[W]earables like the Apple watch actually serve a very different function — indeed, almost the opposite function — from that served by previous mobile devices. A smartphone is useful mainly because it lets you keep track of things; wearables will be useful mainly because they let things keep track of you.

–Paul Krugman on self-surveillance.

This is the thing we all got wrong about Big Brother and the surveillance state. Pretty much everyone since Jeremy Bentham has recognised the value of data when it comes to a government controlling the population. Almost no-one seem to’ve recognised the value of data to us when it comes to controlling ourselves.

(Which, yanno. It’s not like mindfulness hasn’t been an ascetic technique since like forever. But gods forbid technology make it easier for anyone!)

Krugman’s whole article is interesting because it goes into talking a little more of the potential (positive) social impacts of wearable technology. Essentially, that it has the potential to replicate experiences the ultra-rich now take for granted (i.e. personal servants), and extend them to the “merely” affluent. He uses the example of waiting in line, which the mega-rich never have to do (they have people to wait in line for them), and which the affluent would happily pay a moderate sum of money to not have to do. Waiting is something humans do poorly and technology does extremely well. Imagine if, instead of having to queue for something, your smartwatch knew, a) when you were scheduled to do a thing, b) where you currently were, and c) how long it would take you to get to where you needed to go. Instead of sitting in a waiting room or standing in a line, you could be wandering around doing whatever it is you do, until your watch buzzed to summons you to your destination. (And it could communicate your compliance to the device sitting on the other end.)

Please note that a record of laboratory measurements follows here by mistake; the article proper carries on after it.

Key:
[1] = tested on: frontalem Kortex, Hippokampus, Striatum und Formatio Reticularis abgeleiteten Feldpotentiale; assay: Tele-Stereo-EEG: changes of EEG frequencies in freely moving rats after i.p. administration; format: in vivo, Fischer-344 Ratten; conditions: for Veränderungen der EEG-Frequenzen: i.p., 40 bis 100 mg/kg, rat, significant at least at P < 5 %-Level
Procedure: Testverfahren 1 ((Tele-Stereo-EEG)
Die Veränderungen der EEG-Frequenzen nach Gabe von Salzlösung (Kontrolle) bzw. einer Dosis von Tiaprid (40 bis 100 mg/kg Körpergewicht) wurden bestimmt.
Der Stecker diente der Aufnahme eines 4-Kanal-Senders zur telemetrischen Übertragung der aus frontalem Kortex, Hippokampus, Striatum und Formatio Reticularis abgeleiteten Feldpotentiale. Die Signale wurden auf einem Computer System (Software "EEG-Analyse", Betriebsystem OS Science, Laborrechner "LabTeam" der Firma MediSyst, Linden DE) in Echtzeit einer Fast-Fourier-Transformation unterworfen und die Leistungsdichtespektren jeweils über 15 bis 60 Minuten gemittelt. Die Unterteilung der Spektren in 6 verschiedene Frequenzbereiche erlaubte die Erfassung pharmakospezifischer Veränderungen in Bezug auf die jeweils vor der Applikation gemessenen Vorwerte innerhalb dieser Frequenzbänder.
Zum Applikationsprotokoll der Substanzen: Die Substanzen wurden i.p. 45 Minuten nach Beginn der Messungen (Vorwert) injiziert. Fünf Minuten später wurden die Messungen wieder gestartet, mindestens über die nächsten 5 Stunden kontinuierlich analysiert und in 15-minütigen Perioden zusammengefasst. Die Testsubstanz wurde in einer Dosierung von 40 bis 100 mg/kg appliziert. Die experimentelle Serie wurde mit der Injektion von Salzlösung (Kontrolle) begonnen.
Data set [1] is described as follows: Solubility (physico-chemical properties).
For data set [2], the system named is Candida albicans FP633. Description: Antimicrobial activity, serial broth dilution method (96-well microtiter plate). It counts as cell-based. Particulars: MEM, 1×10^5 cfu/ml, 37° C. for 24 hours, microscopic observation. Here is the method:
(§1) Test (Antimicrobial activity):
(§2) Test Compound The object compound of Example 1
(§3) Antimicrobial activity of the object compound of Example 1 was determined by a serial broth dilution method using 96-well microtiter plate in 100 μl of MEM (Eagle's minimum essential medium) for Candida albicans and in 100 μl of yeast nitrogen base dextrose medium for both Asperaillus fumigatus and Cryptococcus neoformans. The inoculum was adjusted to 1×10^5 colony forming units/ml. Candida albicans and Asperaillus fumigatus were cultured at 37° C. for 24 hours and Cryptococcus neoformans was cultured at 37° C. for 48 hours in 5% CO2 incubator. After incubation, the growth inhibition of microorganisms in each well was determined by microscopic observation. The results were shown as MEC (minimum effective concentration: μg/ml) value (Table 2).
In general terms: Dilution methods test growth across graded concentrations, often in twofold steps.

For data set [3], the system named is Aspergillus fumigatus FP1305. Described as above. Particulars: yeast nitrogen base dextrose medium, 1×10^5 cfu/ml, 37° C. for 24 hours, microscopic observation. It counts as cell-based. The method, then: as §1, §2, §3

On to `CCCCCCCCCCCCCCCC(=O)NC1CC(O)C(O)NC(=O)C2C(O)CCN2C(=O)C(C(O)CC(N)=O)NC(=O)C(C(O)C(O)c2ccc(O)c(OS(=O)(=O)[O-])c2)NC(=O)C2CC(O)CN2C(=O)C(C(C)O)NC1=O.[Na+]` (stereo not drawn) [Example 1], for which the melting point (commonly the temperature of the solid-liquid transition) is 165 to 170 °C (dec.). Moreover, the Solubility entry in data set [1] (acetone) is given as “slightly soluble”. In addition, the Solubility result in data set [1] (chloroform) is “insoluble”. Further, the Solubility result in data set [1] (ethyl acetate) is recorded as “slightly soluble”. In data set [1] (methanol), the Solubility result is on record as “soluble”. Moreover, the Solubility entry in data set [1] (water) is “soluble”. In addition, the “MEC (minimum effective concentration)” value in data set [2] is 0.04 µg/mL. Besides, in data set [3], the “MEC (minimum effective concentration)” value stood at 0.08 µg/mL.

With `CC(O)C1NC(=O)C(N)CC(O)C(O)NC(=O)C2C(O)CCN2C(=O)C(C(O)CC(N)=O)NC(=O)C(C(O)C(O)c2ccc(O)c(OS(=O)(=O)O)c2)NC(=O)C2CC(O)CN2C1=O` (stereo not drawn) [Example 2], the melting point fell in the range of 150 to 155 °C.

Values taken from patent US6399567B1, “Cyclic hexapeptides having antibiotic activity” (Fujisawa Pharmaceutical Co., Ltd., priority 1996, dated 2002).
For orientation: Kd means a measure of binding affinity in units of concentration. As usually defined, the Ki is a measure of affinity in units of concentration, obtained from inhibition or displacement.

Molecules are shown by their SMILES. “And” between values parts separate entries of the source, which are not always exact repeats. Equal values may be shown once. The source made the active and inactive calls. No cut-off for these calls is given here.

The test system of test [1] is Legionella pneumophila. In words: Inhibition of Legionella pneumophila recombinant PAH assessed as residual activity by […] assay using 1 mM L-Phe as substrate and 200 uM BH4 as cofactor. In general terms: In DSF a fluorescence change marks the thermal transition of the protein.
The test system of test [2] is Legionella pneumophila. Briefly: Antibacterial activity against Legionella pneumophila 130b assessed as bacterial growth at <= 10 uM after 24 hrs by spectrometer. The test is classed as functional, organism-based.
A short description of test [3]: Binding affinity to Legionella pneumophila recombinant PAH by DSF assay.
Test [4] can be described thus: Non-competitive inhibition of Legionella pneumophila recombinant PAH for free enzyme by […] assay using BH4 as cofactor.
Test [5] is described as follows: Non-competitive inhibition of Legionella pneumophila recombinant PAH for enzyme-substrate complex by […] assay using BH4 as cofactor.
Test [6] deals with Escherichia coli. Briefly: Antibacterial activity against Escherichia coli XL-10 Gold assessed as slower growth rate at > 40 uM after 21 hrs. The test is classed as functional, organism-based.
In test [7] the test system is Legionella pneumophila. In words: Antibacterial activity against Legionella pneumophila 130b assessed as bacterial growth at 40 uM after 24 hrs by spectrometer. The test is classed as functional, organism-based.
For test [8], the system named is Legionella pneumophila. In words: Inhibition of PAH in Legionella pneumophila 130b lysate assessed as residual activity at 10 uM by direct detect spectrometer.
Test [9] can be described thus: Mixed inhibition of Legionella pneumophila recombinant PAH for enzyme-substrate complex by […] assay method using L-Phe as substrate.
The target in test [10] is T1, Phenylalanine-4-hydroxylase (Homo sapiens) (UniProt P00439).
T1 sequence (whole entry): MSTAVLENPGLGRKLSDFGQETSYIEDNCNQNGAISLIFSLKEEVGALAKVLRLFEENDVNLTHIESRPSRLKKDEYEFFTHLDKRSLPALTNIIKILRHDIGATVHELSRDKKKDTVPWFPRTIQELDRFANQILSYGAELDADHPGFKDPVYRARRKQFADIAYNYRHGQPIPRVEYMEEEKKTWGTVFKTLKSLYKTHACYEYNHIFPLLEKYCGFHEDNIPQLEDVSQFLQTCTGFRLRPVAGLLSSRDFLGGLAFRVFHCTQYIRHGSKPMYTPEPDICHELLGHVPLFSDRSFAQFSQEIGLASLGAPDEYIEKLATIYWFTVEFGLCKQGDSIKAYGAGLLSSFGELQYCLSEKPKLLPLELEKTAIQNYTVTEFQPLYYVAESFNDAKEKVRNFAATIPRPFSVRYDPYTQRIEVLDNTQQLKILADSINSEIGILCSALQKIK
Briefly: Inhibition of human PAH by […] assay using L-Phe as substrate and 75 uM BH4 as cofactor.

This is the wearables future, I think. Services like Uber already provide some of this experience; when you summon a car, you can see where it is and it can see where you are thanks to the GPSes in your respective phones. Compare and contrast waiting for a taxi. Or for those of you who’ve been into an Apple Store recently and bought headphones or cables via by scanning them into your phone; feels weird, doesn’t it? Weird, but kind of cool. If you’ve had that experience, did you think about it the next time you had to wait for (or worse, try and find) a clerk in a different shop? I know I have.1

If I had to make some claim chowder for Apple’s trajectory over the next decade, this is where I’m going to say they’re going with things like the Apple Watch and Apple Pay. Apple doesn’t want you to have a wallet or a handbag, because Apple dreams bigger than that.2 Apple wants you to have some kind of Star Trek-like personal device that combines your phone, credit cards, ID cards, money, GPS, music player, web browser, novel, phone, and messaging service all in one convenient hunk of glass. And it wants you to have this because it watched Star Trek as a kid, too, and thought that would be awesome. Also profitible. But mostly awesome.

This is what tech companies need in the 21st century. It’s not enough to “just” do tech; you have to do the social implications of tech, too. Not everyone out there is good at that. Apple is.

  1. David Jones I am fucking looking at you. []
  2. Remember Steve Jobs first dreamed up the iPad in something like the late 80s. He just had to wait a few decades for the technology to catch up to where his “vision” for the product was. Go back and read some of his old interviews where he’s talking about “electronic books” and… yeah. This is why Apple makes billions. []